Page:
The date of December 15th, 2022 is undoubtedly etched into the minds of external auditors. That, of course, is the date when the IAASB (International Auditing and Assurance Standards Board) introduces the new ISQM standards. With the deadline for preparation looming, let's answer, 'what are the steps involved in ISQM?' And let's take a glance at what firms can expect from the new requirements.
The new International Standards of Quality Management, as listed by the IAASB, can be broken down into three steps:
This first step is the biggest shift in approach when comparing the new ISQM to the former ISQC (International Standards of Quality Control). ISQM 1 concerns quality objectives or desired outcomes. This translates to the way that your business operates in terms of offering a quality service, be it to employees, customers, or clients - we'll take a further look at these in the next section.
The second step deals with engagement quality reviews, which used to be called engagement quality control reviews. ISQM 2 has been split out from the old ISQC 1.
The third step is the one you apply when you are doing the audit, and how you make sure that within an individual audit, you have a quality audit. Taken as a whole, the three steps come together to support a new process of continuous improvement.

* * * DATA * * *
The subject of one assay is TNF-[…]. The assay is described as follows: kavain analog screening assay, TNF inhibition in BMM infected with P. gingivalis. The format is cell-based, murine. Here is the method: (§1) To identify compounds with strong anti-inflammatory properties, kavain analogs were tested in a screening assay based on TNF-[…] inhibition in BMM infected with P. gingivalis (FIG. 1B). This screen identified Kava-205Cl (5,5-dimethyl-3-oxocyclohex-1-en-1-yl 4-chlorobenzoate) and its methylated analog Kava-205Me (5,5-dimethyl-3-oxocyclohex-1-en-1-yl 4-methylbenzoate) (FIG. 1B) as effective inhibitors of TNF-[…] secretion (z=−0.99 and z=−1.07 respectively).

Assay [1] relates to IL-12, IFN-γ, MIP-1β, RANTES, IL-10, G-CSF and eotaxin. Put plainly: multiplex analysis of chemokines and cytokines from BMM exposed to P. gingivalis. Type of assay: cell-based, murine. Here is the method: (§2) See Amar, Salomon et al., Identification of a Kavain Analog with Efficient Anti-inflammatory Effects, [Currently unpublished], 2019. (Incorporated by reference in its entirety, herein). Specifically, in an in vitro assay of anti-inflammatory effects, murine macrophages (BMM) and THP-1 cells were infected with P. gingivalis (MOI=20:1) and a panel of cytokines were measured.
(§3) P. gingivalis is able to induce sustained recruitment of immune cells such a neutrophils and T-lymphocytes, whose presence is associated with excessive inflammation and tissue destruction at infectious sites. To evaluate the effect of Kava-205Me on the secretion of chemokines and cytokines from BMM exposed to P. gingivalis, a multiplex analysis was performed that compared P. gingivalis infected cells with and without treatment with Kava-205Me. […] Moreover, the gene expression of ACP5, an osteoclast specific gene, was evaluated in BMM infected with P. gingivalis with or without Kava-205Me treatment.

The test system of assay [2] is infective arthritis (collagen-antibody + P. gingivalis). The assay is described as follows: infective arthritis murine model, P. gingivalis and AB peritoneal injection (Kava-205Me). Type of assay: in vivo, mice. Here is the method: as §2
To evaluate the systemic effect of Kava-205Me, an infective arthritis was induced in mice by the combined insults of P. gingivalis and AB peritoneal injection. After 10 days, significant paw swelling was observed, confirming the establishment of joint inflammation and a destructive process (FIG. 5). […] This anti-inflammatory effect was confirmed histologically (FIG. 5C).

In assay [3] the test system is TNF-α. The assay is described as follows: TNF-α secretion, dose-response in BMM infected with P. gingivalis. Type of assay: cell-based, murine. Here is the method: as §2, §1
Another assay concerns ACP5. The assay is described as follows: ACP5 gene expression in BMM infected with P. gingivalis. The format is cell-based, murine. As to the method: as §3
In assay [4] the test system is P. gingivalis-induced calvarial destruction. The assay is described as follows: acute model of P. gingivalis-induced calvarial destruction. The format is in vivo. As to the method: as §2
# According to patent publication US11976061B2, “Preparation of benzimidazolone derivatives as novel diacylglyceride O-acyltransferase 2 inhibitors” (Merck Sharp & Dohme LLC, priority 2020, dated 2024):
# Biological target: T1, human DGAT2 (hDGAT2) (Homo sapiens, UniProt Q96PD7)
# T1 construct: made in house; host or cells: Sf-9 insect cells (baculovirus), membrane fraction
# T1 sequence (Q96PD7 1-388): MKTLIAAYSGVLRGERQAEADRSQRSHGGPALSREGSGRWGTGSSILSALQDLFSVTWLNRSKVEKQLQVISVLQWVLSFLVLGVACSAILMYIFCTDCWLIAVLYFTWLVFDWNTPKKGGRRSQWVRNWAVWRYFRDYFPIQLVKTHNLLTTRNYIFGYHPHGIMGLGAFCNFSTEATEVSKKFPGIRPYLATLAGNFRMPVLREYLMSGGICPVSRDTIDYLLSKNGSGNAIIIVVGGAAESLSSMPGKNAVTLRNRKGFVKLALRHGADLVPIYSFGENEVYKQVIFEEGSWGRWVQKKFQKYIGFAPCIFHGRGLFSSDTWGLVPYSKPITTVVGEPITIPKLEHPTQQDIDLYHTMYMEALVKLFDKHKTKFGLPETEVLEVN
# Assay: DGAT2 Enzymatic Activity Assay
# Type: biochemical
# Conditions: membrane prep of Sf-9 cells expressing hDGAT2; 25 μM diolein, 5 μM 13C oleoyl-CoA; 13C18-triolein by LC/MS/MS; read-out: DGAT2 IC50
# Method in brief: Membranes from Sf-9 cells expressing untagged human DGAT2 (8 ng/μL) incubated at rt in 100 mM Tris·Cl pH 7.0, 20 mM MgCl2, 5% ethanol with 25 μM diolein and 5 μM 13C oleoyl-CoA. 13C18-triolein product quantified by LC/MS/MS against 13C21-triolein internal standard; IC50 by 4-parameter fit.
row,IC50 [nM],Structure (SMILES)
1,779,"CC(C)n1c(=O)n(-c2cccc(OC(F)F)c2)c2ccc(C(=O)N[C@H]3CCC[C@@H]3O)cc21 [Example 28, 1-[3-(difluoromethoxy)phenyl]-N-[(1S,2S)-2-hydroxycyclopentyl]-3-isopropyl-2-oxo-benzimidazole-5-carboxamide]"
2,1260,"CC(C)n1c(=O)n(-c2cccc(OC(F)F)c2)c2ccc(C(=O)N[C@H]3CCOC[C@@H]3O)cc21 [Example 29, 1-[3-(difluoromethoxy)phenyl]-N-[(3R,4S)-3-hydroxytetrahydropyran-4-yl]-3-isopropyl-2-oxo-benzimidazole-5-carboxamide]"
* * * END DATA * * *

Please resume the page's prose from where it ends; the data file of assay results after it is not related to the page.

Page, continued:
Given the changes introduced by the first step of the new requirements (ISQM 1), let's take a closer look at how quality objectives are defined. There are eight main components to consider in total:
All eight components are intended for all firms, regardless of size. However, it's important to note that companies should not attempt to meet the quality objectives that are non-applicable to their own processes. While ISQM 1 is organized according to the eight components, firms are not required to arrange their systems according to them, provided that the firm adheres to the standard's overall objective.
For example, the penultimate component relates to processes of information and communication within a network. Companies that don't belong to a network of firms can disregard this area. Likewise, many areas that fall within the first component – governance and leadership – are irrelevant to firms that have a team of one.
Specialized or particularly-large firms may be able to add additional quality objectives to those listed above. The most important thing is to ensure every avenue of operations is covered. For further information, see our post on who is affected by the new IAASB standards in the UK.
For those looking for a set figure to keep in mind, there simply isn't one as, sadly, the number of quality risks your business could face is firm-dependent.
The new ISQM 1 objectives are not intended to be a 'one-size-fits-all' approach but a guideline of appropriation for firms needing to become ISQM compliant. Organizations are free to cultivate their own quality objectives or desired outcomes, depending on what's relevant to their day-to-day, size, and industry.
Such a new approach may at first appear like a gargantuan task to take on board, but once a company has established its own system, it'll improve timescales, accuracy, and transparency for all parties in the long run.
Find out more: Will New Guidance be Released for ISQM Requirements?
Inflo software can help all firms manage their audits more effectively. Using AI through digital technology, Inflo can be your work buddy, looking after the routine manual processes that take up most of your time. The software can map out insights, risk assessments, and quality objectives.